RealNews

U.S. Plans to Help Young Victims of Terrorism Are Criticized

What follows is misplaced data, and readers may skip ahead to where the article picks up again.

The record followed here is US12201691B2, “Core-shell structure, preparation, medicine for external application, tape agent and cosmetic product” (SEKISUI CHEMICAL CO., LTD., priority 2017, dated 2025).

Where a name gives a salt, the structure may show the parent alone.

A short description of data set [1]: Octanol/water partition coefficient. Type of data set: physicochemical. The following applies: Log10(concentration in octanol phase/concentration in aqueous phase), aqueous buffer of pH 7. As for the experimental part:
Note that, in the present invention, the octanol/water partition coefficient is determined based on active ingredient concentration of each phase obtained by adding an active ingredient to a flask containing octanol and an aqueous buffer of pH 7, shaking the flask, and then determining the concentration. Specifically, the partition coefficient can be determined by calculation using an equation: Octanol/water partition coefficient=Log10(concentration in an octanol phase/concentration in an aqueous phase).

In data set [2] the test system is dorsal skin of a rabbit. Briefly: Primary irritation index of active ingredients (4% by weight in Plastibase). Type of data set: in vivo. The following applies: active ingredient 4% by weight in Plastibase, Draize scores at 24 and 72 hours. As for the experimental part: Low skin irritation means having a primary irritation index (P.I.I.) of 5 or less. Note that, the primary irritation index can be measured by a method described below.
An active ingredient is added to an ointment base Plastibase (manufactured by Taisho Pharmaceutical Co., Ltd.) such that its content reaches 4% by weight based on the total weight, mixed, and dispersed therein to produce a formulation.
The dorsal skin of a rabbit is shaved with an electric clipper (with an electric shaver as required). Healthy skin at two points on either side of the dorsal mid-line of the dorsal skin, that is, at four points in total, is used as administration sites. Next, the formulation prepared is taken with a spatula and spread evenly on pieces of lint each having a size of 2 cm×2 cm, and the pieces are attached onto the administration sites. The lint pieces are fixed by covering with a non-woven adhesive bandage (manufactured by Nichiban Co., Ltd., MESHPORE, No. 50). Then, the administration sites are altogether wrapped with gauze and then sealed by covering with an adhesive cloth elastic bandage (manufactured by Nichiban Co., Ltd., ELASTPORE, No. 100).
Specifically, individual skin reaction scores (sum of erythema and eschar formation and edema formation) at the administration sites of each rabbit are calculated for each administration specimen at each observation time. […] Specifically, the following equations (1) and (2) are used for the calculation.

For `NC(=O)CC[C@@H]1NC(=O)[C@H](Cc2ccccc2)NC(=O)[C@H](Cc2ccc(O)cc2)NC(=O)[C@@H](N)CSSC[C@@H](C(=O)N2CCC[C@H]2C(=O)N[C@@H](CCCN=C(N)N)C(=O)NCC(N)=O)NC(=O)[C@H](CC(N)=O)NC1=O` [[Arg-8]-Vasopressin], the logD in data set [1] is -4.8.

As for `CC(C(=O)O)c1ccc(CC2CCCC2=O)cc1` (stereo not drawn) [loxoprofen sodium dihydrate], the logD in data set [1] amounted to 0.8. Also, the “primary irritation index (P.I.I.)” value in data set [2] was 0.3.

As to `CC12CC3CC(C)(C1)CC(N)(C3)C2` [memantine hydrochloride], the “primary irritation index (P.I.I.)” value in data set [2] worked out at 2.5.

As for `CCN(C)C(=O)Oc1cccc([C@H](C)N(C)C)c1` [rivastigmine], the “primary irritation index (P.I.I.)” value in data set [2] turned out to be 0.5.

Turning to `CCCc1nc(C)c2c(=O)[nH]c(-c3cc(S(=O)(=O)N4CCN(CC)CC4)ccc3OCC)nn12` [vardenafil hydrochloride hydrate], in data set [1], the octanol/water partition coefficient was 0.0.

If there is another terrorist attack on American soil, terrorism experts and health providers say, the emergency system is ill prepared to rescue the softest targets of all — children. Although planning is better than it was a year ago, when few crisis managers even realized that children had different needs, the experts said, actual preparedness is hardly better than it was before the attacks of Sept. 11, 2001. Pediatric doses of medicines to counter nerve gas, anthrax or a dirty bomb’s radiation are not even standardized yet, much less distributed. Paramedics who could be called to a gassed school or a bombed bus do not routinely receive specialized training in things like finding smaller veins or using smaller tracheotomy tubes in children thrashing around in fear or in steeling themselves against the shock of having to treat a room full of dying children. With war now imminent, “it’s a matter of national urgency that we move as quickly as possible to protect our children,” Dr. Irwin Redlener, a member of the task force on terrorism of the American Academy of Pediatrics, said yesterday. Full Story

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